It's bargaining time over health reform

May 10, 1994|By Karen Hosler | Karen Hosler,Washington Bureau of The Sun

WASHINGTON -- When two moderate senators recently became the first Democrats to publicly reject the Clinton health care reform plan in favor of a less ambitious Republican alternative, the Democratic chairman of the Senate Finance Committee was delighted.

In fact, Chairman Daniel Patrick Moynihan, the brainy and blunt New Yorker who has been struggling to build a consensus around the Clinton bill, had encouraged Sen. David L. Boren of Oklahoma to join Sen. Bob Kerrey of Nebraska in their defection.

Mr. Moynihan was hoping, according to senators familiar with his thinking, that the White House would get the message that it's time to bargain in earnest -- with Republicans as well as Democrats -- if sweeping health care reform is to become law this year.

Congressional debate over health care reform is entering a critical phase this month amid signs that most lawmakers are unwilling to move as far or as fast as President Clinton to overhaul one-seventh of the national economy. The three major committees that are working toward Memorial Day deadlines for endorsing some version of the bill are mired in disputes over a political hot potato: how to pay for it all.

The lawmakers are weighing such politically unattractive options as requiring employers to pay most health care costs, imposing new broad-based taxes and eliminating tax deductions for employer-paid health benefits. They are finding little enthusiasm.

"Remarkably, here we are in May, and we're still left with the question of how we're going to pay for this whole thing," Mr. Kerrey said. "At some point, we've got to move."

Mr. Clinton got one bit of seemingly good news yesterday from Sen. Edward M. Kennedy, the Massachusetts Democrat who chairs the Labor and Human Resources Committee. Mr. Kennedy unveiled a health care proposal much like the president's that the senator's committee will take up next week.

Yet the Kennedy bill has almost no chance of being endorsed by the full Senate, where Republicans and conservative Democrats hold the balance of power -- as they do in the Finance Committee. Mr. Kennedy's committee, by contrast, is made up mostly of liberal Democrats.

The stalemate is neither unusual nor necessarily fatal to the legislation. Lawmakers tend to leave unpleasant tasks to the last minute. As a practical matter, they have until October to finish work on the bill.

Who pays?

But the 1,300-page health-care reform measure submitted by Mr. Clinton in September is the most complex and comprehensive legislation in decades. It would affect every American. And almost none of the decisions about what would be covered and who would be eligible can be resolved until Congress decides who pays and how much.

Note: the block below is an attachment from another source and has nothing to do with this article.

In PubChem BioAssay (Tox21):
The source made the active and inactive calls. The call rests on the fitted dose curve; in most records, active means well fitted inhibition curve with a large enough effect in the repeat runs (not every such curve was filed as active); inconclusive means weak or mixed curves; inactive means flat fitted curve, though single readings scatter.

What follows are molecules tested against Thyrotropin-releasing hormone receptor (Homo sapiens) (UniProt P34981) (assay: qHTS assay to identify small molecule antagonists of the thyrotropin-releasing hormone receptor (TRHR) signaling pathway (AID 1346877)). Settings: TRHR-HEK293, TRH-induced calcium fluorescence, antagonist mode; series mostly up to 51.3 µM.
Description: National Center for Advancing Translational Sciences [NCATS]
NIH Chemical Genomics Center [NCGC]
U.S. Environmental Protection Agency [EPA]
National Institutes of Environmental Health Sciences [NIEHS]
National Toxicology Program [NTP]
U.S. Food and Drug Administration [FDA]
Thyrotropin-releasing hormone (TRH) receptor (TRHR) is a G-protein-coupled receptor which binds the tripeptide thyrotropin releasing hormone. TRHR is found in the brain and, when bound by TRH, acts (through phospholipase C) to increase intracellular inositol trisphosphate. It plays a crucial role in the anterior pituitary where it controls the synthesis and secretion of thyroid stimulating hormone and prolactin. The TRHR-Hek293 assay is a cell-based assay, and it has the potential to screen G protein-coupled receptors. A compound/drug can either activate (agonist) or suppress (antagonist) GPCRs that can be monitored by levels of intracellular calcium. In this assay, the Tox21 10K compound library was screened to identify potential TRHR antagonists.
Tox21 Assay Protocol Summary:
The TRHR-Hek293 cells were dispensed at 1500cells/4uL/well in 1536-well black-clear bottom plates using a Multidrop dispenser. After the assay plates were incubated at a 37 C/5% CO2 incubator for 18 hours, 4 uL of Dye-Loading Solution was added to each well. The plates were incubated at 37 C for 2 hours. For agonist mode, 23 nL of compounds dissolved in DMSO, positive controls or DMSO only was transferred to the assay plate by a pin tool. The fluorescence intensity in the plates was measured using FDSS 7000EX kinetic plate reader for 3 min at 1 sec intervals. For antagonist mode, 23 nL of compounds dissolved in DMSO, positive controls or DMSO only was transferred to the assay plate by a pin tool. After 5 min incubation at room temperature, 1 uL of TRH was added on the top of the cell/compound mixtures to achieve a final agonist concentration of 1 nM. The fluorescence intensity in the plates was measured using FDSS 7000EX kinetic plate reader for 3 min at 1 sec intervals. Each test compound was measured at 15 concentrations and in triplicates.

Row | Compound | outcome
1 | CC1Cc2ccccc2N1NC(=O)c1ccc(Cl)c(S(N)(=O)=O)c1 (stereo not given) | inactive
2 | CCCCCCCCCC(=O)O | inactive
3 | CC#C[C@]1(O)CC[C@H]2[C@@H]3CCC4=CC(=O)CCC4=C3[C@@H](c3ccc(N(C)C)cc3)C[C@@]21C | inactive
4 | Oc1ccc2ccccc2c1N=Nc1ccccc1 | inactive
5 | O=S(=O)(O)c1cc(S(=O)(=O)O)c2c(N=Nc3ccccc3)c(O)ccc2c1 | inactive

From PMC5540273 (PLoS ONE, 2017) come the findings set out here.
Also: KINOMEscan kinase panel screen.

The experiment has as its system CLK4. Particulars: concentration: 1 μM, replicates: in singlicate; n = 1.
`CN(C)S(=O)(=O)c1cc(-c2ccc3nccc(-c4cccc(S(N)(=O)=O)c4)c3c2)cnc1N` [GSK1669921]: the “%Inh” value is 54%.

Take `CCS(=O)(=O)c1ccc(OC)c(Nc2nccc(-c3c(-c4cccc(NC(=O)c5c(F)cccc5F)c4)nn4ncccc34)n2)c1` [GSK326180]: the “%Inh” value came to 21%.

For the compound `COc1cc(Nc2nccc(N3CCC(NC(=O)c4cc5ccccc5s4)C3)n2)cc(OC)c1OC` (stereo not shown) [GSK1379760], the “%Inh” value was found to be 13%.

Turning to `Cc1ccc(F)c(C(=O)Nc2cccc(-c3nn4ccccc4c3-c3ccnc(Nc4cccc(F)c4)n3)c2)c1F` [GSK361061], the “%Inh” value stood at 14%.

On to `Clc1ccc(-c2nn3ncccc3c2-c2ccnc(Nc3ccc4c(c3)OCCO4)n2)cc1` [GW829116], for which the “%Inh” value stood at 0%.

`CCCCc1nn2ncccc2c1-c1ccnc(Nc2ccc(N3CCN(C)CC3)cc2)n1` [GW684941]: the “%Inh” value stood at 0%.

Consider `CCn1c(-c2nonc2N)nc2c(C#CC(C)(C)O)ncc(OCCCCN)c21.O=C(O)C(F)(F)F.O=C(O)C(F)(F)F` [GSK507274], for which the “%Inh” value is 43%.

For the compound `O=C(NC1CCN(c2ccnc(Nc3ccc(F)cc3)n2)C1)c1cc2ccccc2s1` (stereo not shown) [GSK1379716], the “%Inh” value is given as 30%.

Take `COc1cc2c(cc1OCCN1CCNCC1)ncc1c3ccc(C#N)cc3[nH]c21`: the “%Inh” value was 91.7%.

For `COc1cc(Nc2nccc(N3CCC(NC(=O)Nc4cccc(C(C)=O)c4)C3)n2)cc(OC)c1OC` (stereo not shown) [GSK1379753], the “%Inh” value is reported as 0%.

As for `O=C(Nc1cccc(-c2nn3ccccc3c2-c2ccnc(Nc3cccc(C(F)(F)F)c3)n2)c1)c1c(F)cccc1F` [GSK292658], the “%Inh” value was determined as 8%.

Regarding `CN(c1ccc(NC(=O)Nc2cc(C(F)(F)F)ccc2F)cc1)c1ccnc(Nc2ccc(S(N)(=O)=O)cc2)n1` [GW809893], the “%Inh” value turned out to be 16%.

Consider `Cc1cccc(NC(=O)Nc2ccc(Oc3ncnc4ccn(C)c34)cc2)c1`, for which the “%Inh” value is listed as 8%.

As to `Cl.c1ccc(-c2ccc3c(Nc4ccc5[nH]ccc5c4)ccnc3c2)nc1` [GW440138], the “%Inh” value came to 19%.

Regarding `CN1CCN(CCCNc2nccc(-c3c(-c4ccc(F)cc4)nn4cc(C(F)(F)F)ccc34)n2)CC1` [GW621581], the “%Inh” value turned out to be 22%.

"It's time to get something down on paper," said Sen. John B. Breaux of Louisiana, a Finance Committee member who was one of the first Democrats to adopt a bipartisan approach to health reform. The longer we wait, the easier it will be to defeat."

Committee leaders have been trying mightily to get something down on paper.

Rep. John D. Dingell, a Michigan Democrat who chairs the House Energy and Commerce Committee, has drafted two substitutes to the origi- nal Clinton plan. Those plans would relieve nearly all the burden on small businesses, which are among the Clinton bill's most vocal opponents. Mr. Dingell proposes that companies with more than 10 employees pay 80 percent of workers' premiums and a payroll tax to help subsidize premiums for all others. The president would apply the 80 percent requirement to all employers.

Yet Mr. Dingell is still one vote short of the 23 he needs to get a bill through his committee. And he can't get anyone else to budge.

"Congress is in love with delay," said Mr. Dingell, who has suspended work on the measure until he finds a working majority.

Rep. Dan Rostenkowski, the Illinois Democrat who is chairman of the House Ways and Means Committee, has enough votes to win approval for Mr. Clinton's proposal to impose the 80 percent requirement on employers. But he's stuck on how to find the rest of the money needed to subsidize low-income people and unemployed or part-time workers.

His committee is certain to approve a cigarette-tax increase of as much as $1.25 a pack. But Mr. Rostenkowski believes that much more will be needed.

'Tens of millions' needed

"Providing universal coverage will be expensive," he said last month. "We'll need a substantial amount of new revenue -- tens of millions of dollars a year -- when the new programs are fully in place. That means broad tax increase may be required and that everyone may have to make a tangible contribution to finance this program."

But Ways and Means Committee members, such as Rep. Benjamin L. Cardin, a Baltimore Democrat, are trying to steer Mr. Rostenkowski away from the notion of a broad-based tax, toward a combination of much smaller levies, such as a tax on insurance premiums. Mr. Rostenkowski is expected soon to begin bargaining with each Democratic committee member individually.

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